Jun 26, 2012 at 6:10 pm
As mentioned, I’m all revved up for testimony I’m giving tomorrow on work and the safety net. I’ll post the testimony soon, but until then, this cool blog by my CBPP colleague Indi Dutta-Gupta will have to tide you over.
It’s all about the Earned Income Tax Credit, a wage subsidy that adds between 34-45% to the earnings of low-income, working parents up to income levels of about $17,000 bucks, at which point it begins to fade until fully phasing out at around $40K (the maximum benefit ranges from about $3.2K-$6K for parents with kids). As Indi points out, the research on this refundable tax credit (along with the smaller, and similarly helpful Child Tax Credit) shows it to encourage work and lower poverty. But what’s new and really interesting are the generational effects on later employment and earnings uncovered by recent research taking advantage of the fact that this thing’s been around long enough now that we can track impacts of kids who grew up in beneficiary families relative to similarly low-income kids whose parents didn’t benefit from the credit. Remarkable stuff, at one level…common sense, at another.
Encouraging work. Numerous studies have found that the EITC promotes work. “[T]he overwhelming finding of the empirical literature is that EITC has been especially successful at encouraging the employment of single parents, especially mothers,” write economists Nada Eissa of Georgetown University and Hilary Hoynes of the University of California, Davis. In fact, while policymakers often point to the 1996 welfare law’s creation of Temporary Assistance for Needy Families (TANF) as the primary reason for increased work among single mothers, the research indicates that expansion of the EITC had a larger effect than the welfare law in producing these gains.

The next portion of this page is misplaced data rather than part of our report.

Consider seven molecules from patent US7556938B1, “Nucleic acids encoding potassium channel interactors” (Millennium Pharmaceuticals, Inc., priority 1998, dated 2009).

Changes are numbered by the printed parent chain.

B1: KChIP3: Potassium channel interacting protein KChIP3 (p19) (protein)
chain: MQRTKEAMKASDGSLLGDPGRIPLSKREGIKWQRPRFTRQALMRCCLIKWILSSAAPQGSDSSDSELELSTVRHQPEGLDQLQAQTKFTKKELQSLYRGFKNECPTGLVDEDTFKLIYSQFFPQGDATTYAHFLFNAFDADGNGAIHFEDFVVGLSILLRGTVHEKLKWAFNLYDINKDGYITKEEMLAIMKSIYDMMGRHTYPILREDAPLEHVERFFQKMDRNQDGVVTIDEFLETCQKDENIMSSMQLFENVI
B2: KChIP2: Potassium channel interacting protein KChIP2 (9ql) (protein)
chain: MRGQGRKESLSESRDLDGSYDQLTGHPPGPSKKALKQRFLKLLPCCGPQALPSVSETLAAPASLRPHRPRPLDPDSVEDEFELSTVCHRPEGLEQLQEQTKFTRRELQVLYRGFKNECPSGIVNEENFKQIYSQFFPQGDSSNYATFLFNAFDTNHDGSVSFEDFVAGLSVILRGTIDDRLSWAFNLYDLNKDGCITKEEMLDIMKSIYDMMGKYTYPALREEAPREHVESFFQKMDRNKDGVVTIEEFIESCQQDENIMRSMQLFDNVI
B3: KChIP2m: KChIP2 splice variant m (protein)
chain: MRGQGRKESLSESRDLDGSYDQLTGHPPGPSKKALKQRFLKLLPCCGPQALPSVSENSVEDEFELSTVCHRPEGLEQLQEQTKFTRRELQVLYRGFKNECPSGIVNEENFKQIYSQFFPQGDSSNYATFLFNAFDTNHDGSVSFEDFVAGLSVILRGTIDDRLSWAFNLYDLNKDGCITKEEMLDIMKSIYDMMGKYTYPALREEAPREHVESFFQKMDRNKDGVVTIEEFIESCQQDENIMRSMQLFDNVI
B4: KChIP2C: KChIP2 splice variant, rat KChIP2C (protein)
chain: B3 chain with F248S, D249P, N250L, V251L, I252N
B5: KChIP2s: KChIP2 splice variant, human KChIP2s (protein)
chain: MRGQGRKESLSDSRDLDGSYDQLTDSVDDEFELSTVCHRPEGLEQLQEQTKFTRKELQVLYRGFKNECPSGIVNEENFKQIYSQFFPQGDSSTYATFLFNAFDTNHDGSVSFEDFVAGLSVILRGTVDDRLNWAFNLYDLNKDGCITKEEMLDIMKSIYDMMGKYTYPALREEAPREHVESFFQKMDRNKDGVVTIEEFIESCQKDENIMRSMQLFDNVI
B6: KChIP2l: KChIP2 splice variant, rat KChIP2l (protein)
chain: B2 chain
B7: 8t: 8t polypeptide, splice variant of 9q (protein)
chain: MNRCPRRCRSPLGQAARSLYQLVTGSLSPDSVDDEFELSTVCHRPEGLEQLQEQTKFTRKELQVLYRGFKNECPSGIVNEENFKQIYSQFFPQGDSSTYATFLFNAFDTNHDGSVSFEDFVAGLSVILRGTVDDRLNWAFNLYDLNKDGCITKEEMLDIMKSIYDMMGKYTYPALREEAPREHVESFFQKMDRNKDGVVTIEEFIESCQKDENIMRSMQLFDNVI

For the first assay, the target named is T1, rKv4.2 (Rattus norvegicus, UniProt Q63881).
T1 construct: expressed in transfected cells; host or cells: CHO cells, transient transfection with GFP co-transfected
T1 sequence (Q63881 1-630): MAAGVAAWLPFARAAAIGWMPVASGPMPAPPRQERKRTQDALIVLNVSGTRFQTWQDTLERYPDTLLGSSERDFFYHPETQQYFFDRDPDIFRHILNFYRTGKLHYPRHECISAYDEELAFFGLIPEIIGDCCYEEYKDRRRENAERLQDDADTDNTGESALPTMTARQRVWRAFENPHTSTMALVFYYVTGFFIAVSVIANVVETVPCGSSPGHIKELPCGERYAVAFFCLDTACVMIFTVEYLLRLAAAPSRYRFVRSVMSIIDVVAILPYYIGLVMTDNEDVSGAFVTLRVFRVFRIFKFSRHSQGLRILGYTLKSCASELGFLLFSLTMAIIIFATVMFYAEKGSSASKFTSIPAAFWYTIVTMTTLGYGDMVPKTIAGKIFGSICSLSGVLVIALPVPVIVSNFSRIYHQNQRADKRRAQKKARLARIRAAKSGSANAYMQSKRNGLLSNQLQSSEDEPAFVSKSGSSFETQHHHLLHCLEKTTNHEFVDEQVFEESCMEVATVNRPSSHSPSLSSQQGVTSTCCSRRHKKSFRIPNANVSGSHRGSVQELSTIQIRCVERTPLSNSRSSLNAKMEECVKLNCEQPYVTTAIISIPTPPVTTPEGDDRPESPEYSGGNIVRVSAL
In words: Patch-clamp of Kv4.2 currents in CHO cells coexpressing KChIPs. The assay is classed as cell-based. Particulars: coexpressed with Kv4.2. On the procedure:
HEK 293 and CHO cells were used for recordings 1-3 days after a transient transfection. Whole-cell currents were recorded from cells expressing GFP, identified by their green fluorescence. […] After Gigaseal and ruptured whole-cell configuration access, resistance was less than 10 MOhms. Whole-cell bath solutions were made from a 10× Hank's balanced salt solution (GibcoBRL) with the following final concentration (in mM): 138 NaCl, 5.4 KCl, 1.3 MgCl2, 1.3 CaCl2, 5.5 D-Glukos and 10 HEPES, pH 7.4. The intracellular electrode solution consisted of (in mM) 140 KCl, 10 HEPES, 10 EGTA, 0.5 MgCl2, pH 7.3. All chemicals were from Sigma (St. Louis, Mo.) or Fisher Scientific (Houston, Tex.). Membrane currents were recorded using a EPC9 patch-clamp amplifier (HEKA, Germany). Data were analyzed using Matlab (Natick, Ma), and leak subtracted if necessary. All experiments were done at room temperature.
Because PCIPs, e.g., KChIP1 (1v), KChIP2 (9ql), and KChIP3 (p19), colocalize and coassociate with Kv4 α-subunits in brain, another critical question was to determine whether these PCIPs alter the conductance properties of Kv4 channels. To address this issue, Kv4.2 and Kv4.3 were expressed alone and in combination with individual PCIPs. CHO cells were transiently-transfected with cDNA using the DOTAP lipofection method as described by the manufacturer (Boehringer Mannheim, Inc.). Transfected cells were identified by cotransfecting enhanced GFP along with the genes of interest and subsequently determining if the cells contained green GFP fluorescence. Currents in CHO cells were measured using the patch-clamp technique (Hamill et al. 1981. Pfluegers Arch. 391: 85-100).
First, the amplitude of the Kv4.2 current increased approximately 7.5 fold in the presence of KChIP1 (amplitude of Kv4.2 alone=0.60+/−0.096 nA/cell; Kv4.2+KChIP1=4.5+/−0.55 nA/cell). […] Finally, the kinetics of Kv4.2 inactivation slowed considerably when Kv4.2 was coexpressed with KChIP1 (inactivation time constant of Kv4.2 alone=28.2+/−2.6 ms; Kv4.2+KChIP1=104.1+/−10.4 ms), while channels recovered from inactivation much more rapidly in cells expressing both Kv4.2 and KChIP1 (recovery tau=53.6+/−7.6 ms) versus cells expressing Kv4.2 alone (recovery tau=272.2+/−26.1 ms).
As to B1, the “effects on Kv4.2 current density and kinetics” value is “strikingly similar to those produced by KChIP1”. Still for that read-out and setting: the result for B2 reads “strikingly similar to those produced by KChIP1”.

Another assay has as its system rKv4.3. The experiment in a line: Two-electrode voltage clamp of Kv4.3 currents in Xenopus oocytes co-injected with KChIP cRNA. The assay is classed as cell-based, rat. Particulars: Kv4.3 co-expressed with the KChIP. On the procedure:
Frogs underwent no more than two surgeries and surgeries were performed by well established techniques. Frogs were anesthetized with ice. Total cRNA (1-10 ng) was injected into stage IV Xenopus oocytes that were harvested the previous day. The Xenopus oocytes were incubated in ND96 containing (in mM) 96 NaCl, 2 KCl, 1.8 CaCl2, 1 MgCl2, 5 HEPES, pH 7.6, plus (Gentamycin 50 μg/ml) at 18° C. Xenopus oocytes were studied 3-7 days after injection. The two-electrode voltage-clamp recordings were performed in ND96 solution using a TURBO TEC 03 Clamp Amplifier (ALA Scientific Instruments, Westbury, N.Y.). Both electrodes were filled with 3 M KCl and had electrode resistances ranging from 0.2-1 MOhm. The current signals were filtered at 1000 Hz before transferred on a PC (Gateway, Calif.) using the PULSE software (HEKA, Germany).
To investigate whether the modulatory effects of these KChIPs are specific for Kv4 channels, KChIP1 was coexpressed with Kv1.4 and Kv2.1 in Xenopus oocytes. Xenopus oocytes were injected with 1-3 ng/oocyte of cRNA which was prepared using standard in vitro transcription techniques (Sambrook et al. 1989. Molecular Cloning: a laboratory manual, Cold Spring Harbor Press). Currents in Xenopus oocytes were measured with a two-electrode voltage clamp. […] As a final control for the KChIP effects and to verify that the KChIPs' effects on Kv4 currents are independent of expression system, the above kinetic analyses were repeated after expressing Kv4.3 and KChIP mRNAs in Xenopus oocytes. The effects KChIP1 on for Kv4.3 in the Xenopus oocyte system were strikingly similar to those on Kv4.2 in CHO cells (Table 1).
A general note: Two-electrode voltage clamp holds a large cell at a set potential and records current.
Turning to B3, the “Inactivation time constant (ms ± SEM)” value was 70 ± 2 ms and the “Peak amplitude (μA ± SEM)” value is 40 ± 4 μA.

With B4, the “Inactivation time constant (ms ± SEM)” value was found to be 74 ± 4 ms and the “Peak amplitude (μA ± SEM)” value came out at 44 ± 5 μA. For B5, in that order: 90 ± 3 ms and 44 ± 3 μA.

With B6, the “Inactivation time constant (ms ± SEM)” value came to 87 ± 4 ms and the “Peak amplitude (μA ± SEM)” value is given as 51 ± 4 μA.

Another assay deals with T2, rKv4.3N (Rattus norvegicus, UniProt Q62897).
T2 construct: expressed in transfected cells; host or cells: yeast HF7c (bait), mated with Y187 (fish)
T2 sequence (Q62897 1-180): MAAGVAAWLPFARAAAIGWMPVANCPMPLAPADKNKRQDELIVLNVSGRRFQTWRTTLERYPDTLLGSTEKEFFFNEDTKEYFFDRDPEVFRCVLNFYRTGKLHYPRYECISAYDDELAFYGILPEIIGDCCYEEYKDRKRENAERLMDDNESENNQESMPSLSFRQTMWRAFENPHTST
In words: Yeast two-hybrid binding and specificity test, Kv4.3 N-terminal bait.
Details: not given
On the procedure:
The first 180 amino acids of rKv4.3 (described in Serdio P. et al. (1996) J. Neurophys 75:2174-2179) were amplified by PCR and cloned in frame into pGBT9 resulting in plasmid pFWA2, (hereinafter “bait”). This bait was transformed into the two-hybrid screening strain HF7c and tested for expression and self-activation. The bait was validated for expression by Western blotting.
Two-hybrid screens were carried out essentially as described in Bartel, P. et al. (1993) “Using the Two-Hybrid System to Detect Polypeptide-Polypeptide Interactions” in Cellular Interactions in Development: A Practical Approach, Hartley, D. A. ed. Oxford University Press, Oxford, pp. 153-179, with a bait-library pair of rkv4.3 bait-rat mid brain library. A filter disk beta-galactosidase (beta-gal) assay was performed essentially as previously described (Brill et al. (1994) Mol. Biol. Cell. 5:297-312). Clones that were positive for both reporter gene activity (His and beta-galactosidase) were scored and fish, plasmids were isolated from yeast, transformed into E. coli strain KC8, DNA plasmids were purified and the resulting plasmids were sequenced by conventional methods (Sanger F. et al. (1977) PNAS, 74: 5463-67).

Reducing poverty. The EITC and CTC lifted 9.2 million people — including 4.9 million children — above the poverty line in 2010, under a broad measure of poverty that counts refundable tax credit payments as income (and subtracts income and payroll taxes). (See graph.) Improvements in these credits enacted as part of the 2009 Recovery Act are responsible for lifting 1.6 million of those people above the poverty line.
Providing a short-term safety net. Most EITC recipients claim the credit only temporarily when a job disruption or other significant event reduces their income. A recent study found that, of people who received the EITC over an 18-year period, 61 percent received the credit for only one or two years at a time. A forthcoming study finds that over time, EITC recipients as a whole pay far more in federal income taxes than they receive in EITC benefits.
Improving children’s school performance and increasing their work effort and earnings as adults. A small but growing body of research indicates that lifting the incomes of low-income families helps children in those families do better in school. The added income may help children later in life, as well: recent research finds that raising a poor family’s income by $3,000 a year (a fairly typical amount for a poor family to receive from the CTC and EITC) between a child’s prenatal year and fifth birthday is associated with a significant increase in the child’s earnings in adulthood. The leading study finds a 17 percent increase in earnings in adulthood, and an average of 135 hours of additional work per year, compared to similar children whose families do not receive the increase in income.
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